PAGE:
Long hours at the office, aching lower backs… we’ve got you.
Sitting & Lower Back Pain – What do you do?
What are hip flexors?
The hip flexors are a group of 7 muscles that produce flexion at the hip joint. Think about raising the leg up to take the next step up the stairs, or bringing the knee up to the chest in a jump.
Of the many muscles involved, we will talk more about one that’s commonly ignored, or lesser known about – the ‘iliopsoas’ (iliacus & psoas), or simply, the ‘Psoas’.
‘Psoas’ – What is this? How does it cause back pain?
Photo By: Somatic Movement Center
The Psoas, one word that you’ll hear being thrown about in a Yoga and Pilates class whenever you come into a lunge, is a major muscle that connects your lumbar spine to the pelvis. It crosses from the back to the front (from T12 and L1-4 to the iliac crest), and is the only muscle that connects our torso to the lower trunk!
When we sit for a long time (e.g. in front of the computer for hours), the psoas is kept at a shortened length for a long time. As a result, when we stand up to take a walk, the psoas stays ‘short’ and does not return to its original length if no targeted stretch is done. Consequently, this tight psoas pulls onto the lumbar spine that it’s attached to, causing tightness in the lower back that shows up as pain.
This dull nagging soreness at the lower back that comes in after long hours at the office might seem like unidentified back pain. However, now that we know that long hours of sitting can cause lower back pain through a tight psoas, we can therefore do specific stretches and strengthening exercises for the psoas to relieve one’s lower back pain.
Release, Stretch, Strengthen – 3 prong approach
Step I: Myofascial Ball Release
To maximize the effects of a stretch, it is recommended that myofascial release be done before that. Think of it as pounding the pizza dough to tenderize it (kneading/ ball release work) before stretching the dough (tight muscle) to make your pizza (soft supple muscles!) It makes the job of stretching it after so much easier!
For myofascial release of the psoas, you can use a massage ball for it. Lay on your belly with the massage ball on the inside of the iliac crest, about halfway between the belly button and the hip bone. You’ll find the right spot when the ball presses on a really sore spot right in the middle of the body (yes, the psoas is located allll the way in!) A good alternative is also to consult a professional licensed bodyworker (physiotherapist, osteopath, etc) to get it worked on. The link below includes an amazing, easy-to-follow home tutorial that you can follow. 🙂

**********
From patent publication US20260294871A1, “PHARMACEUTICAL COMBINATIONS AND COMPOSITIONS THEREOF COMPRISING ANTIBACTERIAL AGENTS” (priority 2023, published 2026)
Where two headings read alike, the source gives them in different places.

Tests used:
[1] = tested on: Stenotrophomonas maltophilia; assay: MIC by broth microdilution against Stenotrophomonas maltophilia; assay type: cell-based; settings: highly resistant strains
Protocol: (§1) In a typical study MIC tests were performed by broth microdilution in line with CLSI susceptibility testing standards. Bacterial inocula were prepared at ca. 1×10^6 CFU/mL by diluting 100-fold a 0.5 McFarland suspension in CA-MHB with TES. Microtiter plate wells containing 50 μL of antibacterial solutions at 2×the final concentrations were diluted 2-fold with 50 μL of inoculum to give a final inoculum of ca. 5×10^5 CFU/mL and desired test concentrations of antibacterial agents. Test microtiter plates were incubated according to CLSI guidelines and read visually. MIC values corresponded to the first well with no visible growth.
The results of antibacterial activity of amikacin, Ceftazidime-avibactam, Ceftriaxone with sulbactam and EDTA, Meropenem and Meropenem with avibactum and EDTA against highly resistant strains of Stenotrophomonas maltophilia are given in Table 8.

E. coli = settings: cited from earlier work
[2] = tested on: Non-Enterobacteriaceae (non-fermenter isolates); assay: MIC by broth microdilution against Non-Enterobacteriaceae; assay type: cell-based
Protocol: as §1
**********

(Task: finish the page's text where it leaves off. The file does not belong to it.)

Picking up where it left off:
Step II: Hip Flexor Stretch
To stretch it, holding your lunge for 1 minute does the work. However, pay close attention that your body and thighs are in one straight line, with your hips in a slight posterior pelvic tuck in order to stretch the psoas, and not the quadriceps (rectus femoris)! You’ll know you’ve hit the right spot when you feel the stretch deep at the front of your hips, rather than just in your thighs. Take deep breaths, mentally focusing on unclenching the front of the hips with each long exhale. You should be able to feel more ease and space in you lower back after this.
Step III: Hip Flexor & Glute Strengthening
In order to keep your back pain at bay, stretching isn't enough! Take some time to also strengthen the hip flexors with Knee to Chest Presses, Mountain Climbers and V-sits. This will ensure that your hip flexors are supple and strong. In addition, you should also strengthen the antagonistic muscles of the hips, like your glutes with Glute Bridge and Reformer Scooter and Standing Hip Stretch. You can hold the Glute Bridge (with a pillow in between the knees) for 1 minute, 3 sets. Over time, you’ll see AND feel the difference with a more relaxed lower back and stronger core and glutes that keep your hips happy and open!
Wait! How do I know what I need?
If you’d like to have a more detailed and personalized assessment of your body and what causes your persistent lower back pain after long hours at the office, come book into a private 1-1 session with our Pilates Instructors to find out more!
*This does not constitute professional medical advice and if you encounter persistent lower back pain, especially one that tingles, consult your medical professional for a thorough diagnosis.